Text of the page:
WASHINGTON (Reuters) - A Washington restaurant has sued U.S. President Donald Trump and the company that operates his landmark Washington hotel, claiming that patrons have shifted business there to curry favor with his new administration, the owners said on Thursday.
The suit, which was filed on Wednesday, does not seek monetary damages but wants Trump to divest from the hotel, resign or close it while he is president.
Diane Gross and Khalid Pitts, the husband-and-wife owners of the Cork Wine Bar, claim they and other businesses face unfair competition from the Trump International Hotel, which opened in September a few weeks before Trump was elected.
Their suit alleges Trump’s ownership of the hotel, located a few blocks from the White House in the historic Old Post Office building owned by the federal government, violates a rule that bars elected officials from being party to the lease or benefiting from it.
“We simply want to level the playing field so that all District of Columbia restaurants can compete fairly,” Pitts said at a news conference.
The hotel is among hundreds of businesses that could create unprecedented conflicts of interest for Trump, a New York real estate developer and reality television star who became president in January. He has said he avoided the conflict issue by transferring control of his businesses to some of his children.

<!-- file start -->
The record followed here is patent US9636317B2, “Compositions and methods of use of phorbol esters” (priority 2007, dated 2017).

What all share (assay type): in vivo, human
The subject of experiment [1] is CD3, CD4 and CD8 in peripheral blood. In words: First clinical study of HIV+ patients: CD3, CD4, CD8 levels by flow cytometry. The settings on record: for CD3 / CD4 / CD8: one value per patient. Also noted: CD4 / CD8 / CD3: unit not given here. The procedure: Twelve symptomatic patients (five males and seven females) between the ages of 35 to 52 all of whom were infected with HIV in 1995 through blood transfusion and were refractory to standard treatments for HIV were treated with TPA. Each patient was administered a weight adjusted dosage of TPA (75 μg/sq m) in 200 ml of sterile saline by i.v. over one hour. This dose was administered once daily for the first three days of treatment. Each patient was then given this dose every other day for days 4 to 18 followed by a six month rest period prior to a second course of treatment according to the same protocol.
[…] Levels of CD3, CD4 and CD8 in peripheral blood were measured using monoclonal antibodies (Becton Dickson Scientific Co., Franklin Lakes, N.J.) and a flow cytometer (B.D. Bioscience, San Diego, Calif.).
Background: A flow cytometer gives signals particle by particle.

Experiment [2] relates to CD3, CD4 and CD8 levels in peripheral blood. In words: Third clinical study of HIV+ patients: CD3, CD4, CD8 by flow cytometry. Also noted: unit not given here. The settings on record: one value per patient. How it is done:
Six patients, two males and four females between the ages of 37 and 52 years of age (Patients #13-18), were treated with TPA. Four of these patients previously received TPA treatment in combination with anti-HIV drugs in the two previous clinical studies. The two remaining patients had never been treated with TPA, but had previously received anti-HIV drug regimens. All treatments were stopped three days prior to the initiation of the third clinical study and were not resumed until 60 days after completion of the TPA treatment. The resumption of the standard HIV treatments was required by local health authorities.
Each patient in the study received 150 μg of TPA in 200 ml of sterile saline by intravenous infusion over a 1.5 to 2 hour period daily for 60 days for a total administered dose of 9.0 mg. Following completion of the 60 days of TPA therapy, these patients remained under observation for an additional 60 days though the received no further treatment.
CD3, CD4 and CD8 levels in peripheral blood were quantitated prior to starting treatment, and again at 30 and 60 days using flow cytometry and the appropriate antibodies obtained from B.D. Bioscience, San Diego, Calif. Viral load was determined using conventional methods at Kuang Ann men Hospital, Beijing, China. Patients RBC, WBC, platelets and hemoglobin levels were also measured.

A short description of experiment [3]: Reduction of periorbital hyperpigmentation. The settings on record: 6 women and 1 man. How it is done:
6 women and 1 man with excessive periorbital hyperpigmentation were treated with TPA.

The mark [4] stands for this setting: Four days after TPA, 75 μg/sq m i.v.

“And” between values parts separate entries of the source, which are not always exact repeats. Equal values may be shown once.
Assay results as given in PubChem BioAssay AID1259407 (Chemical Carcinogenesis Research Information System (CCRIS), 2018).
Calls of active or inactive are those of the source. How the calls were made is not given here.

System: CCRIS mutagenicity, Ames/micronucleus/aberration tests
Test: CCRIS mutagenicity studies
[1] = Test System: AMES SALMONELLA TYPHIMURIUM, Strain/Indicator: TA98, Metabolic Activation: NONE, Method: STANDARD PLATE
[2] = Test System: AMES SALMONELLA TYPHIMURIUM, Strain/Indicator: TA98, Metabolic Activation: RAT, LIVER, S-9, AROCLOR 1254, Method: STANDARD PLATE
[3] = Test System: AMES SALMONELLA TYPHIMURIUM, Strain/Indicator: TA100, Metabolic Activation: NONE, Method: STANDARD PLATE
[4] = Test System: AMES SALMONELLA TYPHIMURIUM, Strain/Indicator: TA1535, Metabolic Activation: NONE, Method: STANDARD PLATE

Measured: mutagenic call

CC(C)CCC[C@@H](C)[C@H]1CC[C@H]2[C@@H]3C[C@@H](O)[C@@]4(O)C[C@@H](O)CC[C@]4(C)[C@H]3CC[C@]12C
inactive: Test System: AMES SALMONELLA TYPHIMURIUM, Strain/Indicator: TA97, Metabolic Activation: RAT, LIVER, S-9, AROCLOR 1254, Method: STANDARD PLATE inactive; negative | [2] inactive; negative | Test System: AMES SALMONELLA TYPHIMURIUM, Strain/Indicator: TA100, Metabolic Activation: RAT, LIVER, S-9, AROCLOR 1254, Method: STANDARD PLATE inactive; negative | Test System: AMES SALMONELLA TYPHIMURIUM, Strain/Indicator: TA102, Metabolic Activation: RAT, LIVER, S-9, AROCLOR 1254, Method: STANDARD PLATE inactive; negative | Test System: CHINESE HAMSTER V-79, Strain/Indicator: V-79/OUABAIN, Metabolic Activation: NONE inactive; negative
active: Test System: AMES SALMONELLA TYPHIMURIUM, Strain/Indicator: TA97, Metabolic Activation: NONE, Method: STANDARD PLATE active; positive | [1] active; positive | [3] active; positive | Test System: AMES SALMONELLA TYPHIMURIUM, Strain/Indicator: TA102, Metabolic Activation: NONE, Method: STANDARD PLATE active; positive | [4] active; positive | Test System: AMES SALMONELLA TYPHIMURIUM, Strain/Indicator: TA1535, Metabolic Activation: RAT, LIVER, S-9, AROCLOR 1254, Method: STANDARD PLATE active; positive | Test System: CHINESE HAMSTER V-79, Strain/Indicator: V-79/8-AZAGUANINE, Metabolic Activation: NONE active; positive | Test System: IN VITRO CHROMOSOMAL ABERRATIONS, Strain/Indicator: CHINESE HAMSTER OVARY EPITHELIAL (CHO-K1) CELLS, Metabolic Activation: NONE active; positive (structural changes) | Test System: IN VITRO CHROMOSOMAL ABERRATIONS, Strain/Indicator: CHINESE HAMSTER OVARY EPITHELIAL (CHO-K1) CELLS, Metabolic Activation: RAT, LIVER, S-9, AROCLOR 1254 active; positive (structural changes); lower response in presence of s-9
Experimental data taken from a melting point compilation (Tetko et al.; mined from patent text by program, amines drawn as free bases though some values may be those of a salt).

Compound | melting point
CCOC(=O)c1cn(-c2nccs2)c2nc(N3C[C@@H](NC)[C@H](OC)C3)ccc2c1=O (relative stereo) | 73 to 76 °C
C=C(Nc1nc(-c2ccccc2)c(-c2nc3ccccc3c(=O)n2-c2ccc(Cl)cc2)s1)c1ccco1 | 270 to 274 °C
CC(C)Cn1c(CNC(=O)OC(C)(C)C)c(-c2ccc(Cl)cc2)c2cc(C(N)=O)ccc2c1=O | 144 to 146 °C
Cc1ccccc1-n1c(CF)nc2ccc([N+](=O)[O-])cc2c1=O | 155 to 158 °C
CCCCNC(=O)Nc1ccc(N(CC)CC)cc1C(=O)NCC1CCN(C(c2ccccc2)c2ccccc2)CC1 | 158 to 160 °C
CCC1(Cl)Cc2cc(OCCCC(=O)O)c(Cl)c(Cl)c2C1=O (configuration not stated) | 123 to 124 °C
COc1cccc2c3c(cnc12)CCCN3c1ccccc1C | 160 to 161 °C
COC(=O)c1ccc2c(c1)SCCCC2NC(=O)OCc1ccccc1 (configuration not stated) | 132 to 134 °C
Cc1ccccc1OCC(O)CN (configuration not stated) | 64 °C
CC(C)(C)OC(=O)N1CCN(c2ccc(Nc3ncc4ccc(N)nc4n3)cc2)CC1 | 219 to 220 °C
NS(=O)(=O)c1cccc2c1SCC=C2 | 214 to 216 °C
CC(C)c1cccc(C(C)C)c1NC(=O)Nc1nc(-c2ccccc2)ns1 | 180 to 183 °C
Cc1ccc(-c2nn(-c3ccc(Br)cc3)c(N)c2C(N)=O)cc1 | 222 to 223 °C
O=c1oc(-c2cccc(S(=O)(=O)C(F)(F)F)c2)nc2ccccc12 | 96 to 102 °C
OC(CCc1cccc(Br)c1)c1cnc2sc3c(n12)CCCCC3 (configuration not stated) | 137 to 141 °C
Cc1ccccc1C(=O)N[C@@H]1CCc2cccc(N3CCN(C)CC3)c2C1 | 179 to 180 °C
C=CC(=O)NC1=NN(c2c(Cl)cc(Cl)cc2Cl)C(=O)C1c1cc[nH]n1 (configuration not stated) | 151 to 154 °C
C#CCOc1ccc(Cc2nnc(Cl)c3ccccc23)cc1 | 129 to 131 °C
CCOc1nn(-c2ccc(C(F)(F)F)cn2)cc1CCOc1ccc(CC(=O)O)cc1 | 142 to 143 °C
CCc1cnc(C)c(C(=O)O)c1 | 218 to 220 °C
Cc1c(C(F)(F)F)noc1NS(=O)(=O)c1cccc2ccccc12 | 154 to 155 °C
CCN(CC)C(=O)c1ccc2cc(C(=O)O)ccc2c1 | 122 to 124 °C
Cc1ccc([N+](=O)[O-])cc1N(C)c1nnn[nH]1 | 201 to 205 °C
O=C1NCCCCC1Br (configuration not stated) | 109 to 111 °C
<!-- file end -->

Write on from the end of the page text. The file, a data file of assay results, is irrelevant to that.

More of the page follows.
In an email, Trump Organization attorney Alan Garten dismissed the lawsuit as “a publicity stunt completely lacking in legal merit.”
Pitts and Gross said business had fallen off at their restaurant, located about a mile from the hotel, since Trump took office. They cited media reports that foreign dignitaries have “flocked” to the hotel and said many people had increased their use of the hotel and its restaurants to gain political favor.
They could not provide numbers or point to any specific client they had lost but said the hotel’s increased business has occurred “to the detriment of Cork.”
Congressional Democrats also have contended Trump’s ownership of the hotel violates its lease with the General Services Administration (GSA), the federal property arm.
The GSA did not respond to a request for comment. In January, the agency said it was reviewing information from the Trump business that operates the hotel to assess its compliance with the lease.
Pitts and Gross said their lawsuit does not address whether Trump is violating the U.S. Constitution by letting his business accept payments from foreign governments, the central claim of a January suit filed by constitutional and ethics lawyers.
Reporting by Ian Simpson and Julia Harte; Additional reporting by Mark Hosenball; Editing by Nick Tattersall and Bill Trott